Brachycephalus comes in a variety of bright colors IMAGE: MARCIO R. PIE, CC BY SA
Brachycephalus comes in a variety of bright colors IMAGE: MARCIO R. PIE, CC BY SA

Marcio Pie, a professor at the Universidade Federal do Paranå in Brazil, led researchers into the remote misty rainforest in search of these tiny critters. Following extensive fieldwork, treacherous hikes, and hours of sifting through dirt and leaves, they found a surprising seven new species of Brachycephalus!

Marcio Pie’s findings were published June 4 in the journal PeerJ.

Seven New Teeny Tiny Mini-Frogs Discovered in Brazil – Some are the Smallest Ever

Insane Frog Births: These Babies Greet the World From Mom’s Mouth and Mom’s BACK!

KS Strange ScienceI’d like to introduce you to two very special amphibians. One gives birth through its mouth, and was brought back from the dead. The other has given me terrifying nightmares since I was a kid. This is mainly due to the fact that it gives birth to live young from its back. Scroll down if you dare.

The Gastric-Brooding Frog

Gastric-Brooding Frog

The gastric-brooding frog is famous for two reasons; it gives birth out of its mouth, and it was literally brought back from extinction.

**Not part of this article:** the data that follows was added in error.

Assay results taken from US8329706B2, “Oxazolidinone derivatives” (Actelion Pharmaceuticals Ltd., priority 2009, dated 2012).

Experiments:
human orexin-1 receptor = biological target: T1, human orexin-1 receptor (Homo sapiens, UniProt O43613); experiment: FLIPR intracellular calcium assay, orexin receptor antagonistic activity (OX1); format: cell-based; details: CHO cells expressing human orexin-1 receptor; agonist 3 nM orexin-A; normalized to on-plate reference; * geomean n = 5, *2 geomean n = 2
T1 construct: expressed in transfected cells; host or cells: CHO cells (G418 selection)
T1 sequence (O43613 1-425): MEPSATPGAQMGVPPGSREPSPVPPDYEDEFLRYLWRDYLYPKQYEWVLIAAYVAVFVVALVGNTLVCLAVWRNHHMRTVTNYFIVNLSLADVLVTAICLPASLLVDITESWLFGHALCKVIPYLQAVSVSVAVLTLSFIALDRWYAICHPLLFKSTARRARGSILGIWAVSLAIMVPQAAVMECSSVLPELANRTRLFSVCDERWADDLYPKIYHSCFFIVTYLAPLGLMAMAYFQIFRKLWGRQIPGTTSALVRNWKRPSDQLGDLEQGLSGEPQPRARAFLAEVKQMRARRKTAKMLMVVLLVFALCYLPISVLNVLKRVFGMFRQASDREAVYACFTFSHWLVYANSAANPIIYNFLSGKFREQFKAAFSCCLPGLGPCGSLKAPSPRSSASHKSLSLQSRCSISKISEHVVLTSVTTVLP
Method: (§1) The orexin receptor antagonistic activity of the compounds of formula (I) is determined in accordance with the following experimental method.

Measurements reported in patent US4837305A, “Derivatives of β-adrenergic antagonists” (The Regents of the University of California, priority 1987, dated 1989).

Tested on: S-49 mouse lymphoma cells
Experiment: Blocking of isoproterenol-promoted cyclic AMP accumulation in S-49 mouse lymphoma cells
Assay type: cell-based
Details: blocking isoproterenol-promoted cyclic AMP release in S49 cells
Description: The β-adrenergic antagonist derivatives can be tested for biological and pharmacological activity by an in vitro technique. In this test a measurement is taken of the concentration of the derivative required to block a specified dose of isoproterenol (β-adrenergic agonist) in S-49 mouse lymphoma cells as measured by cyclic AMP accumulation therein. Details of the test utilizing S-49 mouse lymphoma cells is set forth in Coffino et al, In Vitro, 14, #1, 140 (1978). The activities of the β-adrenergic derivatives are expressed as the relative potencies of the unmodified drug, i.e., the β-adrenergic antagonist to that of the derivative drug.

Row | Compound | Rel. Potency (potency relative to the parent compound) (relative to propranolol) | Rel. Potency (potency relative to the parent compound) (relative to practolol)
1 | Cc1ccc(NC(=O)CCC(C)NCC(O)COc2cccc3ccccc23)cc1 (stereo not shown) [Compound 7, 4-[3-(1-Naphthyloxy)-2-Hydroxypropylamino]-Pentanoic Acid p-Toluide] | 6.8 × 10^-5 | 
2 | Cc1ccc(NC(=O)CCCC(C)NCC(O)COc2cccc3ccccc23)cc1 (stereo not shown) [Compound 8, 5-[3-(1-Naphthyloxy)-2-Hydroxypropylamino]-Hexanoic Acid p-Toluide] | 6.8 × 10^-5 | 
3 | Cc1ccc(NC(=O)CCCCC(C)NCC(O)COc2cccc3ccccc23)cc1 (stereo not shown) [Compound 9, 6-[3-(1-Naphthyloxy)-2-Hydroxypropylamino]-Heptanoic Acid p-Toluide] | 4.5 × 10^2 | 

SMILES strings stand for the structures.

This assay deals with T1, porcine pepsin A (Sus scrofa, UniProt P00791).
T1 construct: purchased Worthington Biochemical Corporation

This unique species of frog is native to Queensland in eastern Australia. The female swallows her fertilized eggs and incubates them in her stomach for roughly six weeks. Don’t worry, she doesn’t digest them! Chemicals released by the eggs tells her stomach to stop producing acid and she stops eating. Around 20 to 25 tadpoles hatch inside her and the mucus from their gills continues to keep the acid at bay. Over the next six weeks, as the hatchlings grow and her stomach bloats, mom’s lungs collapse and she is forced to breathe through her skin. She then ‘vomits’ out her fully formed frog babies.

The gastric-brooding frog went extinct in 1983, but researchers in Australia brought it back! Click here to learn more about the “Lazarus Project” and ‘de-extinction’ technology 🙂

 The Suriname Toad


The Suriname sea toad is flat and gives birth out of its back! The female toad’s offspring develop from eggs to frogs underneath her skin. No joke, the video below could actually make me vomit, so I’m just going to leave it below for your creepy viewing pleasure.

This species is famous for its reproductive abilities. The female Suriname toad can carry up to 100 eggs in her back – forming an irregular honeycomb design.